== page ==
by Monte Sahlin
By AT News Team, September 26, 2014
Fuller Theological Seminary in the suburbs of Los Angeles, California, has hired a Seventh-day Adventist scholar as a faculty member. The nation's largest theology graduate school and leading institution with an evangelical Protestant orientation has hired Dr. Johnny Ramírez-Johnson as a professor in its School of Intercultural Studies which offers advanced degrees in missiology and church growth.
Ramírez-Johnson has been a faculty member at Loma Linda University for a number of years. He holds an undergraduate degree in theology from Antillean College in Puerto Rico, a master’s degree in Hebrew and archaeology from Andrews University and a EdD from Harvard University in human development and cultural psychology.
His background "equips him to bring the culture of biblical times into an understanding of Scripture as the basis for Christian mission relevant in a multicultural context," stated the announcement by Fuller Seminary. In his doctoral dissertation "he examined how society’s discrimination [toward] a historically disadvantaged group of Latinos (Puerto Ricans) was ameliorated and overcome by faith via the social support of the church and the ideology of the gospel. His training in human development and cultural psychology provide theoretical vehicles for reading the Bible from a practical theology perspective that facilitates the gospel’s work among the unreached from American inner cities to remote areas of the world."
Ramírez-Johnson has written two books examining the multicultural and intergenerational realities of North American churches in promoting not only love for Jesus but also healthy and holy lifestyles: A Way Up the Ladder, Motivation Achievement Via Religious Ideology: An Ethnography of a Seventh-day Adventist Puerto Rican Church (Edwin Mellen, 2008) and AVANCE: A Vision for a New Mañana (Loma Linda University Press, 2003) which published data from a major study of Hispanics in the Adventist Church in North America. He has also written a number of journal articles that deal with the role of culture in the church.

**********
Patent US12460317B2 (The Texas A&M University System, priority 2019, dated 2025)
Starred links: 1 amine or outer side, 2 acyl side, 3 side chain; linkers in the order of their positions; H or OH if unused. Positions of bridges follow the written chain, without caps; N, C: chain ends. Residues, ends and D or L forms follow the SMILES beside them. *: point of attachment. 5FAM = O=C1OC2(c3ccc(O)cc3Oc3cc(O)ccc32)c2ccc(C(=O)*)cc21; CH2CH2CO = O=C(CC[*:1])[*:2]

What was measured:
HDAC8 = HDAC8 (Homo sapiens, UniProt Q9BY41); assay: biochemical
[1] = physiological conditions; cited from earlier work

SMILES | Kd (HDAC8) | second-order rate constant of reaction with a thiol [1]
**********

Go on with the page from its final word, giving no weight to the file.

An ordained minister in the Seventh-day Adventist Church, Ramírez-Johnson describes himself as a practical theologian working at the intersection of the social sciences and theology. He has taught religion in higher education since 1979. In addition to Loma Linda he also taught at the Seminario Latinoamericano in San José, Costa Rica.
Regarding his personal faith and ministry, he said, “I am a convert to Jesus Christ and the truth of the Word of God who followed Jesus under duress; my father persecuted and tried to kill me as I fled home to follow Jesus.” He has been involved in planting churches around the world, including Central America, North America, and Lebanon, and has preached around the world for revivals, evangelism, and church growth.
Ramírez-Johnson serves on committees for the Adventist denomination's General Conference on Hispanic ministries, chaplaincy and education. He is a volunteer chaplain at Saint Bernadine Medical Center and a volunteer in a mentoring program at the Hispanic Adventist Church in Loma Linda, He also conducts Bible studies and does pastoral counseling for LLU students and the community. He served on the Hispanic Advisory Committee for Fuller Seminar in 2002–2006.
In graduate programs designed to train missionaries, Ramirez-Johnson is teaching courses on Methods of Observing and Interpreting Culture, The Practice of Mission, Ministering in a Diverse Interconnected World, and The Practice of Christian Community. He teaches in both English and Spanish. His areas of research and writing include mission research, research methods, cultural psychology, practical theology, ethnography, human development, anthropology, sociology of religion, psychology of religion, congregational studies and social research.